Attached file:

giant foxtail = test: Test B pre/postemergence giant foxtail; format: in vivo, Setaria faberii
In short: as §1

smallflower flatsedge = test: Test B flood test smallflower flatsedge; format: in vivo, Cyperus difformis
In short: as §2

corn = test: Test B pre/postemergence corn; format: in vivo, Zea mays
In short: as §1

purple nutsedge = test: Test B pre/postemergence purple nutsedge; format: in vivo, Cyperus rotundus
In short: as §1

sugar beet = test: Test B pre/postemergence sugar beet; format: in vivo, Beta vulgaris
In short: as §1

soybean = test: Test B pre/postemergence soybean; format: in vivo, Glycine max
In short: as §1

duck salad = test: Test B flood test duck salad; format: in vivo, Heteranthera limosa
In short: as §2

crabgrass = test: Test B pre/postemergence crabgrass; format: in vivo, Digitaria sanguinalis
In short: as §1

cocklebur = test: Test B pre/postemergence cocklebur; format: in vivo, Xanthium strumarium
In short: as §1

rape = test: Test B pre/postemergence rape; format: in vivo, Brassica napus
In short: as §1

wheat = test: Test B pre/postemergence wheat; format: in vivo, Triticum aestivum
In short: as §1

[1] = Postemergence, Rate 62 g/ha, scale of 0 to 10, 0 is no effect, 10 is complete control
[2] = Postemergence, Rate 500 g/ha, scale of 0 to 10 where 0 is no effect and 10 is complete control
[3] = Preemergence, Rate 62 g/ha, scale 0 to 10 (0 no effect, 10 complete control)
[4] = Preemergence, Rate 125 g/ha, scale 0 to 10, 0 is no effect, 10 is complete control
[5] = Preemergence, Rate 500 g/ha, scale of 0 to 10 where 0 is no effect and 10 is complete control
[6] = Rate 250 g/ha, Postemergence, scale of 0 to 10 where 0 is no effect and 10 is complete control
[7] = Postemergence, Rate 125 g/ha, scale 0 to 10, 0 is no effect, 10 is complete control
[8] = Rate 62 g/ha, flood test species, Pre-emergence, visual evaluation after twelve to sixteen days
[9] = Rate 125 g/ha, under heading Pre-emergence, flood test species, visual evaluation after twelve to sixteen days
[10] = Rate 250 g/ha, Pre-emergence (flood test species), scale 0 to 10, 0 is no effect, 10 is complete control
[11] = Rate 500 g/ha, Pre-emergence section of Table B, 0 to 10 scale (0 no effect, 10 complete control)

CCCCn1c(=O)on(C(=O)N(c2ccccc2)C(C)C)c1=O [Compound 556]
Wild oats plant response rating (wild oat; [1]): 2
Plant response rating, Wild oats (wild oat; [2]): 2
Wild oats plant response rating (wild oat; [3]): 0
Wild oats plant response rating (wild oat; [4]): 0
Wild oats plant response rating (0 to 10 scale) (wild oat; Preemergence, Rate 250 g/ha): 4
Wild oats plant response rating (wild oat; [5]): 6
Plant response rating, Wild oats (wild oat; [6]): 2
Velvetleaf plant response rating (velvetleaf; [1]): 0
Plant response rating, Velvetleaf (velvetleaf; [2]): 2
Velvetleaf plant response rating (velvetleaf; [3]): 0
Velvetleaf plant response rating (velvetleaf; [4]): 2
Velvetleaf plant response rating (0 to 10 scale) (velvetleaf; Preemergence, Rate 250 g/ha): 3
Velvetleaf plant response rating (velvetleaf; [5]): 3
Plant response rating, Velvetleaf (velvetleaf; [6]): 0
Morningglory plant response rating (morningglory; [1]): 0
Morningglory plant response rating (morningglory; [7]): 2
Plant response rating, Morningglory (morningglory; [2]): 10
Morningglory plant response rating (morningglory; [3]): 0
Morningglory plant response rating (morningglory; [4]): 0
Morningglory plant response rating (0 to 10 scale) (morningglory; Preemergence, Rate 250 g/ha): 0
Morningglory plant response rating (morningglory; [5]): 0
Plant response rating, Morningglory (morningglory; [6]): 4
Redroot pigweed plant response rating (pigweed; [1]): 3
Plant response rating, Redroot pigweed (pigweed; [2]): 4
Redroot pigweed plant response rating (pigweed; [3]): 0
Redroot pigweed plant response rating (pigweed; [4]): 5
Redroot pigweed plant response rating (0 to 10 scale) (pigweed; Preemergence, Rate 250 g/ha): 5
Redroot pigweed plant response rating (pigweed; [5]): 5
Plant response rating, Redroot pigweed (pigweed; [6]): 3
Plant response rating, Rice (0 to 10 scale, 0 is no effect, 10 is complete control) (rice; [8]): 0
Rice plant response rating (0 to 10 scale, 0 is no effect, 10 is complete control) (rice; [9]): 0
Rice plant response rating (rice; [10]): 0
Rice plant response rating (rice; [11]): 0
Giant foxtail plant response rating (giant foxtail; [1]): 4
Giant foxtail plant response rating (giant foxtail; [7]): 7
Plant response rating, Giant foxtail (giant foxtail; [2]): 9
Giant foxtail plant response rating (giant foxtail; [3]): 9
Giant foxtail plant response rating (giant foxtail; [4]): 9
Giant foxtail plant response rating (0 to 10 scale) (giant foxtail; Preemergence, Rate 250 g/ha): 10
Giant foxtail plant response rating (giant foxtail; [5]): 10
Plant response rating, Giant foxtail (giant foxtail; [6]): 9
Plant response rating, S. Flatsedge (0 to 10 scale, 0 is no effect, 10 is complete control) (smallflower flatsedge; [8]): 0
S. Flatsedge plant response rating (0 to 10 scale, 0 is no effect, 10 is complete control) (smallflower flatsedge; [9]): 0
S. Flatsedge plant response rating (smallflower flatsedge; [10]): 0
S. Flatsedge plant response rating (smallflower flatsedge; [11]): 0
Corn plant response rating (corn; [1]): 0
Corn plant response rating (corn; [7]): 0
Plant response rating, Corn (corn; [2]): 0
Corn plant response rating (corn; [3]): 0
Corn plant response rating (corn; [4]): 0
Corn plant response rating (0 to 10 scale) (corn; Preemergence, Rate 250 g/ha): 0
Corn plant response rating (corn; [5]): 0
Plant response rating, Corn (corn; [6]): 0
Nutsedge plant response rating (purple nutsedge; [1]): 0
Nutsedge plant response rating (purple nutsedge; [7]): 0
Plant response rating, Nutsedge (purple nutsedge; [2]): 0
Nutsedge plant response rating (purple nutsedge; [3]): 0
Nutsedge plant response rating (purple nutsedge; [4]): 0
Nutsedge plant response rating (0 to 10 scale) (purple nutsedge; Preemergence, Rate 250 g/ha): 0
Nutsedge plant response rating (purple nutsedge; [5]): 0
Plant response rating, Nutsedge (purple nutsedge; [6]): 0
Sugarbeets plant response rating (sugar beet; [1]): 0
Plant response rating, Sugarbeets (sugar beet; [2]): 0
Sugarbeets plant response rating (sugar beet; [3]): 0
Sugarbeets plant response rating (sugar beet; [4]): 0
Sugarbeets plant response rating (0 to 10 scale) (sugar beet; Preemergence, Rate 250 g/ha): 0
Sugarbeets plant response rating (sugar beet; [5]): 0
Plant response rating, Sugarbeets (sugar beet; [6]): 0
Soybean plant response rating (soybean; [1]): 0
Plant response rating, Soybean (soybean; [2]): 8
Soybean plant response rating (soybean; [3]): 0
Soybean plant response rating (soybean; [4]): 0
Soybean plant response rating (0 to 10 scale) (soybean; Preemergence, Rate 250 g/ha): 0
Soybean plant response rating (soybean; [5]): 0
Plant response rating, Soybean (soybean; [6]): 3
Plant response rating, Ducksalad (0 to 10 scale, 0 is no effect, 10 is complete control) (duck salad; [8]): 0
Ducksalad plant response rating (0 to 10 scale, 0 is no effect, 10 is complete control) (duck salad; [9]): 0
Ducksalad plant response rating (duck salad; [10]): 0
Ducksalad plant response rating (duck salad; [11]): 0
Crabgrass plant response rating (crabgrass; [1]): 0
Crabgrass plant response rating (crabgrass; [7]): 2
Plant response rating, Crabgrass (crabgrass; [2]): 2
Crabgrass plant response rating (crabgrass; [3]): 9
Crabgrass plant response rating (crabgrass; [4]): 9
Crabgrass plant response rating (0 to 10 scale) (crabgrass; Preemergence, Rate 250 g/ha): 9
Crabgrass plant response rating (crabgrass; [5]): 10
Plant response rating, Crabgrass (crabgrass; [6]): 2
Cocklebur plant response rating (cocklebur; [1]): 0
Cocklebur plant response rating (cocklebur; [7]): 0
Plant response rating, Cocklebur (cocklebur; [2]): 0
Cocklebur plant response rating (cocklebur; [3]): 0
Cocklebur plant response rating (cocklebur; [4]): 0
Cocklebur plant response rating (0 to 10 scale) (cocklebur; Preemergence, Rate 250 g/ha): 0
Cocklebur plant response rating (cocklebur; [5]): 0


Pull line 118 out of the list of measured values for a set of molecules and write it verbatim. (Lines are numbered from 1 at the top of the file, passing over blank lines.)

Crabgrass plant response rating (crabgrass; [4]): 9